I am a musicologist at Northeastern University, where my research centers on histories of music and technology, and questions of music’s role in conceptions of “the human” and “nonhuman.” My first book, Haydn’s Sunrise, Beethoven’s Shadow: Audiovisual Culture and the Emergence of Musical Romanticism (University of Chicago Press, 2016), uncovers a vibrant nexus of music and optical technologies in the late eighteenth and early nineteenth centuries, which informed new listening practices and aesthetic discourses. The book won the Kenshur Prize for outstanding monograph in eighteenth-century studies. I am also co-curator of the Museum of Imaginary Musical Instruments, and author of the blog Spooky & the Metronome.

I am currently at work on a new book that examines human vs. machine configurations in music, beginning with mid eighteenth-century formulations of “the human” in connection with music-making and extending to the recent rise of cyborg and posthumanist theories in the popular music press. By focusing on the role of music in instigating and negotiating “categorical crises” around human and machine, this book will illuminate ongoing processes of constructing human/nonhuman boundaries, the social and cultural consequences of those boundaries, and the importance of music to experiencing, defining, and transforming them. During the 2019-20 academic year, I will be working on this book at the Institute for Advanced Study in Princeton, NJ.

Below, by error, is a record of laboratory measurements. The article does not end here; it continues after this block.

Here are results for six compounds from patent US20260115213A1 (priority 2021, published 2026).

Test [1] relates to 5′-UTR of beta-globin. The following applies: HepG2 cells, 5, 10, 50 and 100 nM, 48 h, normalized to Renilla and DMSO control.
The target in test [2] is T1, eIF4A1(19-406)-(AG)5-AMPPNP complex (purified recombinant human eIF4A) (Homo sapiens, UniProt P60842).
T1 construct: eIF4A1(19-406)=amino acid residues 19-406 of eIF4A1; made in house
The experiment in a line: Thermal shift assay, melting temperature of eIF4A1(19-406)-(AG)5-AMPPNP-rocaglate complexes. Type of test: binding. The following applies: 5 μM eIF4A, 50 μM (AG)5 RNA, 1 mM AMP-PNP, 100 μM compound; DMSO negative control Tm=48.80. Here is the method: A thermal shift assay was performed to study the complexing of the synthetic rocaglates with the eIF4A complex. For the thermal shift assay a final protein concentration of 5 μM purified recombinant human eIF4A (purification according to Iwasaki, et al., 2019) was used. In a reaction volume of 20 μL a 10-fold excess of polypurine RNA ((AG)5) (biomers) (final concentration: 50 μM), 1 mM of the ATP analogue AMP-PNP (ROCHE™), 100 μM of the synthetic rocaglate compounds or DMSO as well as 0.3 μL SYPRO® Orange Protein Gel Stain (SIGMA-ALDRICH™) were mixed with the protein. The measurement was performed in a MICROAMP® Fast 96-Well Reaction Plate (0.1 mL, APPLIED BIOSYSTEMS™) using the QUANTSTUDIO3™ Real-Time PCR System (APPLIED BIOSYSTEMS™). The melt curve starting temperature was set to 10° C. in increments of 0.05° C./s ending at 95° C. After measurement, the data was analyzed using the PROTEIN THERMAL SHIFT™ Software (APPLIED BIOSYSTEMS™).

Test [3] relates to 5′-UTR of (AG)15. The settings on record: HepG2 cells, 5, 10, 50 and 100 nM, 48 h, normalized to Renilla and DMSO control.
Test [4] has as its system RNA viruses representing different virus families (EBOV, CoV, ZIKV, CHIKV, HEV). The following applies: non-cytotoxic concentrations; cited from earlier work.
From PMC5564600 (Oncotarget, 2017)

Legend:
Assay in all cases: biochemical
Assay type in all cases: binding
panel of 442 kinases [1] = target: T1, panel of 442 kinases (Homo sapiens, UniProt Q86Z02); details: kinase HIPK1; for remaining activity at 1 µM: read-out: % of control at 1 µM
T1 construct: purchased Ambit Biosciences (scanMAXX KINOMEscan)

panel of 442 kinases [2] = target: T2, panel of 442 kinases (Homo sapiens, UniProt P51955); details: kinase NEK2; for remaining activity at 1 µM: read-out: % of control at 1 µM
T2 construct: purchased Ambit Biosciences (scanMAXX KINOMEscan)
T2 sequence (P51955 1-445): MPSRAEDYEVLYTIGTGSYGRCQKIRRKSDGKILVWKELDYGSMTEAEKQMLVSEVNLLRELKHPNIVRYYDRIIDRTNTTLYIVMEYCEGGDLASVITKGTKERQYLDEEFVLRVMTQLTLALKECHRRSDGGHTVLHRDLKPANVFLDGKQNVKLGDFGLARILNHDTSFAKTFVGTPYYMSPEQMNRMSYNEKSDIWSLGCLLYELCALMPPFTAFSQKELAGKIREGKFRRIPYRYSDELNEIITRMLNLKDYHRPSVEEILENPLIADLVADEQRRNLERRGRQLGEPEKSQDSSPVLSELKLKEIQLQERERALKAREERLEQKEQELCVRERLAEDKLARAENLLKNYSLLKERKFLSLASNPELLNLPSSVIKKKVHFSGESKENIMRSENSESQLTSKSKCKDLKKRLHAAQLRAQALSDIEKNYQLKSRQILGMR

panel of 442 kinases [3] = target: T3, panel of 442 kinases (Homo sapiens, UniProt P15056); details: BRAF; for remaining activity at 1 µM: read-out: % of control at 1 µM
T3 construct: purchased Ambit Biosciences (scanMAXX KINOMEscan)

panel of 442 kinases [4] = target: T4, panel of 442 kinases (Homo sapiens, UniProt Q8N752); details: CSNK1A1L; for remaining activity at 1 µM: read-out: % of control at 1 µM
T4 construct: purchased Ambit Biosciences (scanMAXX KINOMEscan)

I can be reached via email at d.loughridge@northeastern.edu, and on Twitter @ladyloughridge.